UVic student Linnet Chappelka gives voice to Holocaust story

Mottel Menczer (z’l) and Regina (Dermer) Menczer (z’l)

Mottel Menczer (z’l) and Regina (Dermer) Menczer (z’l)

Why did you choose this particular project, and what were your expectations before taking it on?

I worked on this project because I have an interest in the progression of the narrative of historical events, particularly at the individual level, so I was very eager to examine the lives and stories that make up this community, but aren't being told at the moment. Before taking it on, I didn't realize just how intense and personal it would be. At the onset, I thought there would be a barrier of academia between myself and my community partner, but it became a partnership that I think really worked on each others’ strengths to create this really stunning project.

Did you choose who to be paired with? If so, what drew you to them?

We were introduced to all the community members in Dr. Thorson’s course, and they told us a little bit about themselves and the stories they wanted to pursue. Dr. Thorson then asked us who we were interested in working with, and I was lucky enough to be partnered with Micha Menczer. I was drawn to him and his story because he wanted to focus on his parents and their experiences, and I was curious about the individual in the midst of these life changing and historic events. What really drew me in was Micha’s desire to look at his parents’ life before, during, and after the Holocaust.

In Holocaust Studies (as you mentioned) the focus is often on large scale-events. What was your takeaway on working with Micha’s personal story on his parents? Do you think this individual approach should be embraced in the near future by Holocaust Studies?

Working with Micha's personal stories about his parents has just shown me how vital it is to focus on the individual amidst large scale and historic events. So often in learning about these events we are only told statistics of the number of people killed, but this makes it difficult to truly comprehend the human scale of these tragedies.

Therefore, looking at the individual is of the utmost importance to highlight that these people have had full and vibrant lives, and aren’t just a number. My work with Micha on this project, in tandem with my work on the Every Name Counts Project from the Arolsen Archives highlights the magnitude of this loss, and encourages an accessible remembrance of them.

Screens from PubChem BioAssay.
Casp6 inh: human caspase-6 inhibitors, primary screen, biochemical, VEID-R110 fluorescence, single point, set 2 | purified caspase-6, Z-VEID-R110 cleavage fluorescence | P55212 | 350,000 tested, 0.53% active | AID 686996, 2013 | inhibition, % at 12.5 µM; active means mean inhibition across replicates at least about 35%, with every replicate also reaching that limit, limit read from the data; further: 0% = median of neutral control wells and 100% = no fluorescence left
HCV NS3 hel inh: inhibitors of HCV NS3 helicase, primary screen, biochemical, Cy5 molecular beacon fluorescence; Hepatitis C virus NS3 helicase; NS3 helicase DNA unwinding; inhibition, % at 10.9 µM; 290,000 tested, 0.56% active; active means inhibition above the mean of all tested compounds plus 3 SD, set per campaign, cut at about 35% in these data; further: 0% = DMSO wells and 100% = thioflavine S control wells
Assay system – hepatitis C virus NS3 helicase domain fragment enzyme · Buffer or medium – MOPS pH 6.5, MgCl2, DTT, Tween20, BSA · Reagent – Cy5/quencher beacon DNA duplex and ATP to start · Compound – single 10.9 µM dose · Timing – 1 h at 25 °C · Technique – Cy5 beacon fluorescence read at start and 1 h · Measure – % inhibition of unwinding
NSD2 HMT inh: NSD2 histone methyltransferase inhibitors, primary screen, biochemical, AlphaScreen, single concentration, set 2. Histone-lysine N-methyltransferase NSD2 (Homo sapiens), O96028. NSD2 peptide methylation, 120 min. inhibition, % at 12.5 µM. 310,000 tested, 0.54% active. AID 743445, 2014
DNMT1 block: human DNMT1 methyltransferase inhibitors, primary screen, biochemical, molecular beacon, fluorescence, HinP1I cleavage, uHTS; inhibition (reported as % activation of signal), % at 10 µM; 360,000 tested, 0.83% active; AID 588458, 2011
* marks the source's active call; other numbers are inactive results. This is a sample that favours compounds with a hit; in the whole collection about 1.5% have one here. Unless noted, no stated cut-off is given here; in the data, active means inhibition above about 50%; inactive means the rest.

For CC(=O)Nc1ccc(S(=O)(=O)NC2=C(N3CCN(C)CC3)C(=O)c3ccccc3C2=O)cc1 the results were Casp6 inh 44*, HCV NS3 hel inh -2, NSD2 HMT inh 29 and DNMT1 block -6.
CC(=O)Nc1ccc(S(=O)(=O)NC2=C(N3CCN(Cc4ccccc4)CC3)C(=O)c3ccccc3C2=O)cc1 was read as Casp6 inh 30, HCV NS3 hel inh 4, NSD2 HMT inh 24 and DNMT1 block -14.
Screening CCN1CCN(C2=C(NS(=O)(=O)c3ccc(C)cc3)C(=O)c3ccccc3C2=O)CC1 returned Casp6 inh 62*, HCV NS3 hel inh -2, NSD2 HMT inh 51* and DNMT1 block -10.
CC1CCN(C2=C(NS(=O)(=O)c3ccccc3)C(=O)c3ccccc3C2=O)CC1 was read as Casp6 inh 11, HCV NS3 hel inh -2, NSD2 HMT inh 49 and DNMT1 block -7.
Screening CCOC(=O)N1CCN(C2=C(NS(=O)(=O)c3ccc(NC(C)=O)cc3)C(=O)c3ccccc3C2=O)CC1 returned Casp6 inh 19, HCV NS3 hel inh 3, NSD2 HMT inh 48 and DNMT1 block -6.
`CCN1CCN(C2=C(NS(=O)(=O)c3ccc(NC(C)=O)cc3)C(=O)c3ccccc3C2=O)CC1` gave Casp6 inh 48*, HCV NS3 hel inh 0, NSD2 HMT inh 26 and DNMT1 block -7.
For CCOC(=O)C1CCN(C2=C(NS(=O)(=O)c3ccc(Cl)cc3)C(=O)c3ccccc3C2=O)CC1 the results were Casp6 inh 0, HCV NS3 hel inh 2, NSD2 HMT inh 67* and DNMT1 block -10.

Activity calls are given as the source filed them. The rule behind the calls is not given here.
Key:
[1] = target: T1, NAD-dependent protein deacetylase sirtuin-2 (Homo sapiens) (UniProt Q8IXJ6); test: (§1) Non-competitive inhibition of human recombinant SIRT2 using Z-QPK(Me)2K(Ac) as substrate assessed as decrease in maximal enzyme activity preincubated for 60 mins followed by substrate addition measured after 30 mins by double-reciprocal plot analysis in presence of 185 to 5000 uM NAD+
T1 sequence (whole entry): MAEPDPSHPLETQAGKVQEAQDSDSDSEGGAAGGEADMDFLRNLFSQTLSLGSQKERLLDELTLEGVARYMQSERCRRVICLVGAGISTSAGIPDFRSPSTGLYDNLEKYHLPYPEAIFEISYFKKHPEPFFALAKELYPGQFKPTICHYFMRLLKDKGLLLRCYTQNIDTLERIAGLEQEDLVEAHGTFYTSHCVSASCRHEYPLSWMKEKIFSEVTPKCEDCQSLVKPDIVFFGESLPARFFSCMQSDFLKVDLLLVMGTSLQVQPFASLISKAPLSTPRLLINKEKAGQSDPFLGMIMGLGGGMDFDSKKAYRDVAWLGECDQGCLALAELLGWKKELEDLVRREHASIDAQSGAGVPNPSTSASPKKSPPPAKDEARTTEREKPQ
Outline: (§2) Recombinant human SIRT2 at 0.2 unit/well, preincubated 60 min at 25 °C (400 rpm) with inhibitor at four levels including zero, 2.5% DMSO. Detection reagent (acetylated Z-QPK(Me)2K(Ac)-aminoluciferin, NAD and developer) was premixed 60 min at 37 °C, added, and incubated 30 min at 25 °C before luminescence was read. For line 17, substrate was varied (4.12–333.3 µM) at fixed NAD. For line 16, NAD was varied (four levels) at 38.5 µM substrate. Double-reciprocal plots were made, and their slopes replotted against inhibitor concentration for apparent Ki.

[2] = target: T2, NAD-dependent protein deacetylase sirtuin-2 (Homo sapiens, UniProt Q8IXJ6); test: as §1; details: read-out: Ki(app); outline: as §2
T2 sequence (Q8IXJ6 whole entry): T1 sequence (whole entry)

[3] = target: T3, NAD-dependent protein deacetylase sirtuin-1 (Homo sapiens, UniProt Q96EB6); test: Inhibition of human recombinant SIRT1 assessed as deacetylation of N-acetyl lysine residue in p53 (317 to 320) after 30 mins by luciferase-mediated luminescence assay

Have your career aspirations changed after this experience?

I wouldn't say that my career aspirations have changed from this experience, as much as my resolve has been strengthened. I want to provide remembrance and memorialization that provides the respect needed. This work with Micha has really given me insight into the impact of the individual, and how crucial it is to share and document the lives of people. Throughout my degree I have constantly questioned why the Holocaust is so studied, whereas other genocides such those in Armenia, Rwanda, Palestine, and of Ughyers in China have been largely forgotten or ignored. In the future I'd love to take my experience working with these personal stories and utilizing it to provide remembrance, documentation, and hopefully prevention of other genocides.

What did you learn from working with Micha that you’ll take away for your personal/professional life?

Working with Micha on this project has been an absolutely amazing experience. I am so thankful to him for sharing with me so much of his personal history, and of his own experiences of the Holocaust. Often in my work it feels so isolated, and it’s a struggle to see the importance of the work. Collaborating with Micha has shown me the effect my work can have. As Arundhati Roy said, “There’s really no such thing as the ‘voiceless.’ There are only the deliberately silenced, or the preferably unheard.” It is vital that I use the platform I have to bring attention to the lives, events, and injustices throughout the world. As Micha is an Indigenous and Aboriginal Rights lawyer, I was really thankful to have this perspective throughout our project and to consider how to address the current injustices in North America, and my role in addressing these issues in both my personal and private life— to amplify the voices fighting for justice.

Visit: Stories of the Holocaust: Local Memory and Transmission exhibit.

 

Interview questions by work study student Paula Raimondi Cantú.